A Couple Counselling Exercise at Home?

Following on from my previous post on reconnecting in my relationship, I really wanted to have a positive activity that helped us both move on. I've found that we're bickering a lot more, especially being stuck at home in lockdown, but I also don't want to be the girlfriend always having a go at her partner. It doesn't feel nice on my end, and I'm sure it doesn't feel nice in return. 

I decided to have a look at some online reconnection activities and "at home counselling exercises" came up. I'm not someone who's against counselling, and I think that any service that can benefit an individual is something to always endeavour to support. I've actually been to counselling once before as a child, after my parents got divorced. I talked more about it in this post, but ultimately, it was very brief and not one that's particularly memorable. Since then I've seen the benefits it's had on relationships, as well as individuals going through trauma. My little sister is also going to be qualifying as one later this year! 

Anyway, one of the activities I thought would work well for us, was somewhat self-adapted, whilst also being based on what actually happens in couples therapy itself. Instead of constantly nagging, I gave us each a week to write down things that annoyed us about each other. As we wrote them, I wanted us to each think of ways that the other person could change that behaviour to help the other person and better the relationship as a whole. 

By stating the item, with "I felt..." and "I would appreciate it if...", it hopefully made the other person recognise the emotion and adjust their perspective on the matter. I also tried to put plans in place to help achieve, through compromising and also changing my behaviour. I would absolutely love to speak to a couple counsellor specialist in the future, to learn more about this to positively impact on future relationships, but also to be able to share further tips.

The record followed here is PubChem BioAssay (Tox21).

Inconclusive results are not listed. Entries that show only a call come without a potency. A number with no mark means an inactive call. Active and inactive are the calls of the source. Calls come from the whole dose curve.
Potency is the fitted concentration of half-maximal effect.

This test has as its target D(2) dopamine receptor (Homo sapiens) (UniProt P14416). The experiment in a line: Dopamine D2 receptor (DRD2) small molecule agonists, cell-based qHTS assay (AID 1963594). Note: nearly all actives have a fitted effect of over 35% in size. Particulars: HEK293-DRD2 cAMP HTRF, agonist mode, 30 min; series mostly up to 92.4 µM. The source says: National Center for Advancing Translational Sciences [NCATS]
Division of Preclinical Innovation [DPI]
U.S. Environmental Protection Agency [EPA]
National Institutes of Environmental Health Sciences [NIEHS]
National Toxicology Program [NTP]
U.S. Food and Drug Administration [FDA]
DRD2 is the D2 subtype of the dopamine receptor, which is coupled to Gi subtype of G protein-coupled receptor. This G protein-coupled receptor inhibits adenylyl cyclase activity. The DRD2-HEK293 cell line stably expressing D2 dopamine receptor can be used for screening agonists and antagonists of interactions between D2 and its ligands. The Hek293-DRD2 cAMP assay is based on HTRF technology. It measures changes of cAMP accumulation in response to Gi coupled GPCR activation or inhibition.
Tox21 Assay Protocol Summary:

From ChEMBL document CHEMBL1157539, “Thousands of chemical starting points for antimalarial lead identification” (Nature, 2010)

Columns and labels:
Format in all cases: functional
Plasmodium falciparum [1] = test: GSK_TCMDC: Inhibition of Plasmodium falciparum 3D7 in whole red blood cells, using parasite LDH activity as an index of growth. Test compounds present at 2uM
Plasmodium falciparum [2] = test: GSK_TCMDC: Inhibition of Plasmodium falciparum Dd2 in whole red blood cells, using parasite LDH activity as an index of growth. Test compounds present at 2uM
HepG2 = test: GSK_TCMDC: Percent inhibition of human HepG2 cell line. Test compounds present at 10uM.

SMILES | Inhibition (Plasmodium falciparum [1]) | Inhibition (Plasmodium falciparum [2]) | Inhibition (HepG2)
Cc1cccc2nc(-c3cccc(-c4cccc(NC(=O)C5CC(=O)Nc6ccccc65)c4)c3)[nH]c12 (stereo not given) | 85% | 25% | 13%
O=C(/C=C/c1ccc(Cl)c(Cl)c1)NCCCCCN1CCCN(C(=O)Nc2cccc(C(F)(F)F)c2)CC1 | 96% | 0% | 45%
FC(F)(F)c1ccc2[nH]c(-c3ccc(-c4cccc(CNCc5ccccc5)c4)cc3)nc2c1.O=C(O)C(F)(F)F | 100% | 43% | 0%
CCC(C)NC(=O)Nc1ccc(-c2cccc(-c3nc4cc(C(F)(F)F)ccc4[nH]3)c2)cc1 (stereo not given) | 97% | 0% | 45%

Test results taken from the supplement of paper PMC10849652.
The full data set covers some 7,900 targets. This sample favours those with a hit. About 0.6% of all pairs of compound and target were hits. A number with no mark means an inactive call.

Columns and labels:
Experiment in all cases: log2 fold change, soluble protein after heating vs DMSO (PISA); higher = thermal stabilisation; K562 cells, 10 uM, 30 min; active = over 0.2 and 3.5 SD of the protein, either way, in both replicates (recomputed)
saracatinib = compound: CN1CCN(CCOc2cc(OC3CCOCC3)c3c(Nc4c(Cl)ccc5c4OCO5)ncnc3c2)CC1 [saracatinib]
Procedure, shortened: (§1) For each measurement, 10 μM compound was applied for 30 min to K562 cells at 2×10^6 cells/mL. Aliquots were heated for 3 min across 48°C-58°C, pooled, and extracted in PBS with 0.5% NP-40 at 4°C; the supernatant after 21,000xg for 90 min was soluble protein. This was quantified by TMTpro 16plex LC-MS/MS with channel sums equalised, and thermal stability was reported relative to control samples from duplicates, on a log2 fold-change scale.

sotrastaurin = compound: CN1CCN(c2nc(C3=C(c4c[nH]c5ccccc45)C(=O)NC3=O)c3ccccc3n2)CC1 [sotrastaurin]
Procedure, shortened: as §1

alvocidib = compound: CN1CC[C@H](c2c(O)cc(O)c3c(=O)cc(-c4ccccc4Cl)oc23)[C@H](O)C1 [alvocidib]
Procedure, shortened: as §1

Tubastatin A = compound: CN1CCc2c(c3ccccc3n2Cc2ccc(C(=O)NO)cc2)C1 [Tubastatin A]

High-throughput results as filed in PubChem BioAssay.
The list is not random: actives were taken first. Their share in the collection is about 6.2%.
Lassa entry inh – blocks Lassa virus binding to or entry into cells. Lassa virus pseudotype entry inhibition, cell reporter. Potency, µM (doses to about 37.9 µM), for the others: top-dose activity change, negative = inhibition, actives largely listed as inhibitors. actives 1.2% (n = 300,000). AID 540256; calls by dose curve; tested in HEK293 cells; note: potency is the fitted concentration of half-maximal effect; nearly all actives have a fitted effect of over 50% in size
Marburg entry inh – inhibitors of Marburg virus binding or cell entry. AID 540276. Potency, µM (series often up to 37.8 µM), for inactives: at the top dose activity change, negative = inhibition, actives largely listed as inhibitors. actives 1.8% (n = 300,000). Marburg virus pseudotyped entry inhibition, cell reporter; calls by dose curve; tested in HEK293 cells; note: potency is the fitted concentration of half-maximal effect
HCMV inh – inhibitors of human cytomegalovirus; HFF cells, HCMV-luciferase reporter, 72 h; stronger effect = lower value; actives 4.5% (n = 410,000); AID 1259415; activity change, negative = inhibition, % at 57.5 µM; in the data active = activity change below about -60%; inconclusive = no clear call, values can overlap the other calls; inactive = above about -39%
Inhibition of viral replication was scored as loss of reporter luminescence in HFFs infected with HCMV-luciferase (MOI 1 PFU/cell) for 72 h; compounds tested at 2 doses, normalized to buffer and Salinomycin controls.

Some of the items I brought up were little and pedantic, but I've seen how little things can build into much larger things in the long term, so it's important to recognise and prevent before that happens. 

  • I feel annoyed when you leave dirty cutlery next to sink, on the counter - I would appreciate it if these could be washed, placed in the sink or on dirty kitchen ware, instead of directly on the surface 
  • I feel sad when you never allow me to turn the sofa bed into a bed - I would appreciate it if you would compromise and sometimes say yes
  • I feel frustrated when you place towels to dry in the study - I would appreciate it if you could put these on the towel rack and I can rearrange the order to make yours more accessible 
  • I feel stressed when you interrupt me getting ready (a really silly one but it just makes me very stressful) - I would appreciate the alone time, for 10 minutes to get ready in my own space without you around

There are also some items that I've mentioned multiple times in passing before, but I didn't feel that they were being taken seriously, nor that my feelings were recognised. 

  • I feel like you don't listen to me - I would appreciate it if you made the effort to be more attentive and pay attention to conversations without distractions
  • I feel judged by your comments, when you constantly correct me and say you know a better way to do something - I would appreciate it if you let me do things my way without comments or worked on being kinder with your feedback 

They are just some of the items for example, but I am sure you can see the way in which the conversation was aimed to run. Some items did cause discussions, but it's important for the person being spoken to, that they actively listen and allow the person to express their feelings, without interruption and being overspoken. 

It seems simple but it actually worked really well and I whilst I feel I am quite open and honest, it gave my other half the opportunity to also. I made sure we looked each other in the eye as we said things with compassion, not menace. We also held hands, to show comments were coming from a place of love and not anger. 

What do you think? Would this work in your relationship? Give it a go and let me know how you get on.